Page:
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Eur J Health Econ. 2018 Jul;19(6):861-870. doi: 10.1007/s10198-017-0928-0. Epub 2017 Sep 4.

A comparison of the responsiveness of EQ-5D-5L and the QOLIE-31P and mapping of QOLIE-31P to EQ-5D-5L in epilepsy.

Author information

1
Department of Health Services Research, CAPHRI School of Public Health and Primary Care, Maastricht University, P.O. Box 616, 6200 MD, Maastricht, The Netherlands. b.wijnen@maastrichtuniversity.nl.
2
Department of Research and Development, Epilepsy Centre Kempenhaeghe, Heeze, The Netherlands. b.wijnen@maastrichtuniversity.nl.
3
, Duboisdomein 30, 6229 GT, Maastricht, The Netherlands. b.wijnen@maastrichtuniversity.nl.
4
King's Health Economics (KHE), Institute of Psychiatry, Psychology and Neuroscience at King's College London, London, UK.
5
Department of Research and Development, Epilepsy Centre Kempenhaeghe, Heeze, The Netherlands.
6
Department of Neurology, Academic Centre for Epileptology, Epilepsy Centre Kempenhaeghe and Maastricht University Medical Centre, Maastricht, The Netherlands.
7
School of Mental Health and Neuroscience, Maastricht University Medical Center, Maastricht, The Netherlands.
8
School of Health Professions Education, Faculty of Health, Medicine and Life Sciences, Maastricht University, Maastricht, The Netherlands.
9
Department of Basic and Clinical Neuroscience, Institute of Psychiatry, Psychology and Neuroscience at King's College London, London, UK.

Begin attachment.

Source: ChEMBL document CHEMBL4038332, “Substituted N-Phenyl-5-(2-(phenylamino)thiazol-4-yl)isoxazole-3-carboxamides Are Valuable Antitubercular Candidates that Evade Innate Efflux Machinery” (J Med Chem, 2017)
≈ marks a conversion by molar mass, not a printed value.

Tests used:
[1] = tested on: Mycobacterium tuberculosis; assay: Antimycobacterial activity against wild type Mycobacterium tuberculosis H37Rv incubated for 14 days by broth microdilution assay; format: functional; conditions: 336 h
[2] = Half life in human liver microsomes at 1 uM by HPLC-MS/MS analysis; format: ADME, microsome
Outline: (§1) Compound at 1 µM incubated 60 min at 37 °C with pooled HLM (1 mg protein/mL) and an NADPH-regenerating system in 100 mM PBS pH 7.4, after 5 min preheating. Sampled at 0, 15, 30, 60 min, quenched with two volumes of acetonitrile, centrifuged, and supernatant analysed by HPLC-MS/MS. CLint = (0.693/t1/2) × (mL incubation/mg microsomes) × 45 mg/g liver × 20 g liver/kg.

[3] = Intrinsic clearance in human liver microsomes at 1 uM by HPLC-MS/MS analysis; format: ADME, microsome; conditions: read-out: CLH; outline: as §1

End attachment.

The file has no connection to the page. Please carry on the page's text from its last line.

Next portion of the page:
10
Department of Health Services Research, CAPHRI School of Public Health and Primary Care, Maastricht University, P.O. Box 616, 6200 MD, Maastricht, The Netherlands.
11
Trimbos Institute, Netherlands Institute of Mental Health and Addiction, Utrecht, The Netherlands.

Abstract

OBJECTIVE:

To investigate the responsiveness of and correlation between the EQ-5D-5L and the QOLIE-31P in patients with epilepsy, and develop a mapping function to predict EQ-5D-5L values based on the QOLIE-31P for use in economic evaluations.

METHODS:

The dataset was derived from two clinical trials, the ZMILE study in the Netherlands and the SMILE study in the UK. In both studies, patients' quality of life using the EQ-5D-5L and QOLIE-31P was measured at baseline and 12 months follow-up. Spearman's correlations, effect sizes (EF) and standardized response means (SRM) were calculated for both the EQ-5D-5L and QOLIE-31P domains and sub scores. Mapping functions were derived using ordinary least square (OLS) and censored least absolute deviations models.

RESULTS:

A total of 509 patients were included in this study. Low to moderately strong significant correlations were found between both instruments. The EQ-5D-5L showed high ceiling effects and small EFs and SRMs, whereas the QOLIE-31P did not show ceiling effects and also showed small to moderate EFs and SRMs. Results of the different mapping functions indicate that the highest adjusted R 2 we were able to regress was 0.265 using an OLS model with squared terms, leading to a mean absolute error of 0.103.

CONCLUSIONS:

Results presented in this study emphasize the shortcomings of the EQ-5D-5L in epilepsy and the importance of the development of condition-specific preference-based instruments which can be used within the QALY framework. In addition, the usefulness of the constructed mapping function in economic evaluations is questionable.

KEYWORDS:

Epilepsy; Mapping; Quality of life; Responsiveness

PMID:
28871490
PMCID:
PMC6008365
DOI:
10.1007/s10198-017-0928-0
[Indexed for MEDLINE]
Free PMC Article

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